|Li, Wu - INTERDIS TOX PROG, UGA|
Submitted to: Journal of Toxicology and Environmental Health
Publication Type: Peer Reviewed Journal
Publication Acceptance Date: March 21, 2000
Publication Date: October 1, 2000
Interpretive Summary: Fumonisins are made by a common mold that is found on corn. They are mycotoxins, meaning toxins made by fungi, can cause death of horses and pigs, and may cause cancer of the esophagus in parts of the world where people eat corn every day. We study fumonisins to learn how they cause toxicity, and what can be done to prevent it. We observed that fumonisins are more toxic if cells undergo division. Healthy liver cells removed from animals can be maintained in culture for only a few days because they do not actively divide. They are resistant to fumonisins. On the other hand, cells taken from cancerous liver divide in culture, and can be maintained indefinitely. These cells are much more sensitive to fumonisin toxicity. We theorized that liver in an intact animal, which undergoes very little cell division, would be more susceptible to fumonisin's toxicity if the cells could be made to divide. Surgically removing about one-third of the liver from a rat stimulates the remaining liver cells to start dividing, eventually replacing the lost liver in 4-5 days. Therefore, we subjected anesthetized rats to partial hepatectomy (the removal of part of the liver), and then gave the rat fumonisin. The response was compared to control rats that were anesthetized and given a "sham" operation in which the abdomen was opened, but no liver was removed. Signs of toxicity were greater and occurred more quickly in rats that had liver tissue removed. These results are important for helping our understanding of how these important toxins affect animals.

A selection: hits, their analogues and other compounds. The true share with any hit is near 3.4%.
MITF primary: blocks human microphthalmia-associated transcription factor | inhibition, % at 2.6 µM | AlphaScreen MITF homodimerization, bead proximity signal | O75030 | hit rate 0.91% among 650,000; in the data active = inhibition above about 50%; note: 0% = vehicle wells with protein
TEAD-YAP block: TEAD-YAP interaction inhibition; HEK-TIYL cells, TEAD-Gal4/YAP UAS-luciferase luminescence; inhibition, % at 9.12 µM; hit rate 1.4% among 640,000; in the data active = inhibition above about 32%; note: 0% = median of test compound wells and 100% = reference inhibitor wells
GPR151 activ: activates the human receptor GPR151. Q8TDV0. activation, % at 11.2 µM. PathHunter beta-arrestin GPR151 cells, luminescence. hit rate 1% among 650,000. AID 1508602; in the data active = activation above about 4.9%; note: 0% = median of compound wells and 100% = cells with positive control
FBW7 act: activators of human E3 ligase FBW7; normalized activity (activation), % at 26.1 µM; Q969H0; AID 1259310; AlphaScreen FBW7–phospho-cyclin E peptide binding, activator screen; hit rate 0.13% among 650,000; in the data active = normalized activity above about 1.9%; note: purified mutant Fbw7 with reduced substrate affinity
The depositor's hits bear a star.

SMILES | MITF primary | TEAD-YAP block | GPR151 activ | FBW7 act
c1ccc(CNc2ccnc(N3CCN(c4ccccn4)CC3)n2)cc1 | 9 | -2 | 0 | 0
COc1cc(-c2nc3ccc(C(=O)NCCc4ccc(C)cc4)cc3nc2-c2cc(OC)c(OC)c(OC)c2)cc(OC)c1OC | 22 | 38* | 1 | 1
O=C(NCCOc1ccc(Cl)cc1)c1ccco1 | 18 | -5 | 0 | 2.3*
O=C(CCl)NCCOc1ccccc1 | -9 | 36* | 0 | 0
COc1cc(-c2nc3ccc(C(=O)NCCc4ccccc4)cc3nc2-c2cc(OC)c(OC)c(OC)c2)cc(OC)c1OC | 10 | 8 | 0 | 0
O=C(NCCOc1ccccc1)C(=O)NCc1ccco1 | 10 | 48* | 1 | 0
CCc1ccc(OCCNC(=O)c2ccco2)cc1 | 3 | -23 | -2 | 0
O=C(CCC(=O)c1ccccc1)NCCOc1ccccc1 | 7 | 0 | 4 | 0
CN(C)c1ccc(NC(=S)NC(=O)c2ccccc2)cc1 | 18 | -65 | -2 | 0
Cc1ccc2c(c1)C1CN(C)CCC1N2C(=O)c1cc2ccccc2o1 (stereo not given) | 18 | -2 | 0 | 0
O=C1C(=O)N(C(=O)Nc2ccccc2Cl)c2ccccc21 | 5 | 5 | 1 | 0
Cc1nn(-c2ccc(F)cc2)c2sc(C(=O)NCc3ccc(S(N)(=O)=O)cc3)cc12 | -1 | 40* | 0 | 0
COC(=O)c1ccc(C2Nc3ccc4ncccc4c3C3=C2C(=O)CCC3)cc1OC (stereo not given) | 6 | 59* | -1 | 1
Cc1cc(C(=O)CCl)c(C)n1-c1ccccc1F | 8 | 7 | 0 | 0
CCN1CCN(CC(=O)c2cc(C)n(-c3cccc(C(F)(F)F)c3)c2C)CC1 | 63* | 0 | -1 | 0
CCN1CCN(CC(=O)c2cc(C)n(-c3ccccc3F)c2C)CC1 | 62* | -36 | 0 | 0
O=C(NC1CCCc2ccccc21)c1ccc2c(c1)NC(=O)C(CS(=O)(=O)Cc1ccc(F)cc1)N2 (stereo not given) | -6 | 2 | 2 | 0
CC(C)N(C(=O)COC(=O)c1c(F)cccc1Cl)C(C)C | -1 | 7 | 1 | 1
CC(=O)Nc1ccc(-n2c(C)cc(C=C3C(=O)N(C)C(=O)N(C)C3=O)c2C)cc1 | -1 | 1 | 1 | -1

Technical Abstract: Fumonisins are produced by several Fusaria species that contaminate maize, and cause several fatal animal diseases. Fumonisin B1 (FB1), the predominant analog, is a tumor promoter and carcinogen in rodents. Fumonisins apparently cause toxicity by inhibiting ceramide synthase and disrupting sphingolipid metabolism. Although liver is a target organ of fumonisins in vivo, primary hepatocytes and liver slices in vitro are resistant to cytotoxicity when exposed to fumonisins. Hepatoma cell lines, on the other hand, are sensitive to the fumonisin toxicity. We therefore hypothesized that the cytotoxicity is dependent on rapid cell proliferation. Partially hepatectomized rats were dosed with FB1 to determine whether a greater toxic response occurs in proliferating liver. A dose-related increase in free sphingoid bases was caused by FB1 in sham operated rats, and the effect was enhanced by partial hepatectomy(PH). Serum cholesterol and enzymes were higher in PH-treated rats dosed with FB1 than those given PH without FB1 or sham operated, FB1-dosed rats. Multiple doses of FB1 after surgery elevated the number of apoptotic hepatocytes observed in both sham and PH-treated rats to about the same degree, suggesting that apoptosis is not associated with the enhanced cytotoxicity of FB1 in regenerating liver. The results show that proliferating cells are more sensitive to the toxic effects of fumonisins, possibly due to enhanced disruption of sphingolipid metabolism.